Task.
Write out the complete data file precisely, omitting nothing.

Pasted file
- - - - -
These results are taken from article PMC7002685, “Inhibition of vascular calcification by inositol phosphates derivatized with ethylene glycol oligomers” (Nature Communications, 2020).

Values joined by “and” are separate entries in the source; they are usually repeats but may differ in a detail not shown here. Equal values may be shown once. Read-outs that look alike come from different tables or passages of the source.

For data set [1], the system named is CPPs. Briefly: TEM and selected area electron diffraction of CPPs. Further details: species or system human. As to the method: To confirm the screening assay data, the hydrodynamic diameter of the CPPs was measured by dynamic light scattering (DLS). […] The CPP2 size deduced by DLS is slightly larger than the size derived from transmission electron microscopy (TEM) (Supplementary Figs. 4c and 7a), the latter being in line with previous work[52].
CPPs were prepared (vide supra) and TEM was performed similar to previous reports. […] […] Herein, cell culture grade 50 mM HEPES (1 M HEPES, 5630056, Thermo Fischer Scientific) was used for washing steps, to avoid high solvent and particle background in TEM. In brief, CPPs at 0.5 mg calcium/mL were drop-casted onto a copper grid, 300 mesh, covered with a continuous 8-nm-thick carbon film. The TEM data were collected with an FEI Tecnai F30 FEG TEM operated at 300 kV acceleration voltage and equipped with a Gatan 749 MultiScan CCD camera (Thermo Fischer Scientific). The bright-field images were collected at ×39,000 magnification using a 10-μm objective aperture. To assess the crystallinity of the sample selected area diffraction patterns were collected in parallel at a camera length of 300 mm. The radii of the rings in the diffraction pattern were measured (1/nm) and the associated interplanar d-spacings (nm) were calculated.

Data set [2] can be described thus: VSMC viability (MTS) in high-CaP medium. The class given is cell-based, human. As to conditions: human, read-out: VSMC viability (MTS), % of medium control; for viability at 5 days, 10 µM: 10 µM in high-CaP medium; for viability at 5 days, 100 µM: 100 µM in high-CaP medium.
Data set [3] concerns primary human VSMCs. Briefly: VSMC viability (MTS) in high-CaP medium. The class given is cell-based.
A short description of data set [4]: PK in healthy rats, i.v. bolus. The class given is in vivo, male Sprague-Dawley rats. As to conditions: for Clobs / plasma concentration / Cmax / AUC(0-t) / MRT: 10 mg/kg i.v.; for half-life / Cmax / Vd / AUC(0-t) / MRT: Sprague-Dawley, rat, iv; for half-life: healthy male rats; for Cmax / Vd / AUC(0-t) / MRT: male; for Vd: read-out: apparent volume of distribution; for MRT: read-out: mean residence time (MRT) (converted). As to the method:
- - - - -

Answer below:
These results are taken from article PMC7002685, “Inhibition of vascular calcification by inositol phosphates derivatized with ethylene glycol oligomers” (Nature Communications, 2020).

Values joined by “and” are separate entries in the source; they are usually repeats but may differ in a detail not shown here. Equal values may be shown once. Read-outs that look alike come from different tables or passages of the source.

For data set [1], the system named is CPPs. Briefly: TEM and selected area electron diffraction of CPPs. Further details: species or system human. As to the method: To confirm the screening assay data, the hydrodynamic diameter of the CPPs was measured by dynamic light scattering (DLS). […] The CPP2 size deduced by DLS is slightly larger than the size derived from transmission electron microscopy (TEM) (Supplementary Figs. 4c and 7a), the latter being in line with previous work[52].
CPPs were prepared (vide supra) and TEM was performed similar to previous reports. […] […] Herein, cell culture grade 50 mM HEPES (1 M HEPES, 5630056, Thermo Fischer Scientific) was used for washing steps, to avoid high solvent and particle background in TEM. In brief, CPPs at 0.5 mg calcium/mL were drop-casted onto a copper grid, 300 mesh, covered with a continuous 8-nm-thick carbon film. The TEM data were collected with an FEI Tecnai F30 FEG TEM operated at 300 kV acceleration voltage and equipped with a Gatan 749 MultiScan CCD camera (Thermo Fischer Scientific). The bright-field images were collected at ×39,000 magnification using a 10-μm objective aperture. To assess the crystallinity of the sample selected area diffraction patterns were collected in parallel at a camera length of 300 mm. The radii of the rings in the diffraction pattern were measured (1/nm) and the associated interplanar d-spacings (nm) were calculated.

Data set [2] can be described thus: VSMC viability (MTS) in high-CaP medium. The class given is cell-based, human. As to conditions: human, read-out: VSMC viability (MTS), % of medium control; for viability at 5 days, 10 µM: 10 µM in high-CaP medium; for viability at 5 days, 100 µM: 100 µM in high-CaP medium.
Data set [3] concerns primary human VSMCs. Briefly: VSMC viability (MTS) in high-CaP medium. The class given is cell-based.
A short description of data set [4]: PK in healthy rats, i.v. bolus. The class given is in vivo, male Sprague-Dawley rats. As to conditions: for Clobs / plasma concentration / Cmax / AUC(0-t) / MRT: 10 mg/kg i.v.; for half-life / Cmax / Vd / AUC(0-t) / MRT: Sprague-Dawley, rat, iv; for half-life: healthy male rats; for Cmax / Vd / AUC(0-t) / MRT: male; for Vd: read-out: apparent volume of distribution; for MRT: read-out: mean residence time (MRT) (converted). As to the method: